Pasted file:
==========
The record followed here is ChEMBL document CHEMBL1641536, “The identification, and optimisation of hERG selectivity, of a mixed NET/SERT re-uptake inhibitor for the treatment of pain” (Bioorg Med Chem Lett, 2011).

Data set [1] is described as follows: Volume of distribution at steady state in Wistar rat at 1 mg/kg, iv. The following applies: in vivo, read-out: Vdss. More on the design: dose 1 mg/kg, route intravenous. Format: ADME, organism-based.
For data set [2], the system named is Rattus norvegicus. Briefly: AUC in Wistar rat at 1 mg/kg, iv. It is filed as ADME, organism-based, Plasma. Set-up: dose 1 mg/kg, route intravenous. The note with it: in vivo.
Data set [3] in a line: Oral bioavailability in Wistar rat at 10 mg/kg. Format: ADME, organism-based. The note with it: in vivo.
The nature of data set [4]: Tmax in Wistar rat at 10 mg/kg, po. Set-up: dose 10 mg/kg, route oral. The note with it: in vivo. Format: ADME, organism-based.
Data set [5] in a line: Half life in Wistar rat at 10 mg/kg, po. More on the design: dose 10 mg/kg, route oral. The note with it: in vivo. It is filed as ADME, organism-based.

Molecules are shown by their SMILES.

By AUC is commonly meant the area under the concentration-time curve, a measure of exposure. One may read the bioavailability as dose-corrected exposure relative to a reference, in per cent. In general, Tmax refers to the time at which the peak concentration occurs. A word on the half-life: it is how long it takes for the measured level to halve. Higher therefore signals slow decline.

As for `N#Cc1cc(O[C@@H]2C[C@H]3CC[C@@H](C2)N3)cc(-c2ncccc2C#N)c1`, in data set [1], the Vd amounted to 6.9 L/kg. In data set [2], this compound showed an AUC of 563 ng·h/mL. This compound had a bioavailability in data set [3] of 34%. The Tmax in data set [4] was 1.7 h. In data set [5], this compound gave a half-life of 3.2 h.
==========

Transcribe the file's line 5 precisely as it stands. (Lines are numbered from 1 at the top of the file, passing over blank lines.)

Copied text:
The nature of data set [4]: Tmax in Wistar rat at 10 mg/kg, po. Set-up: dose 10 mg/kg, route oral. The note with it: in vivo. Format: ADME, organism-based.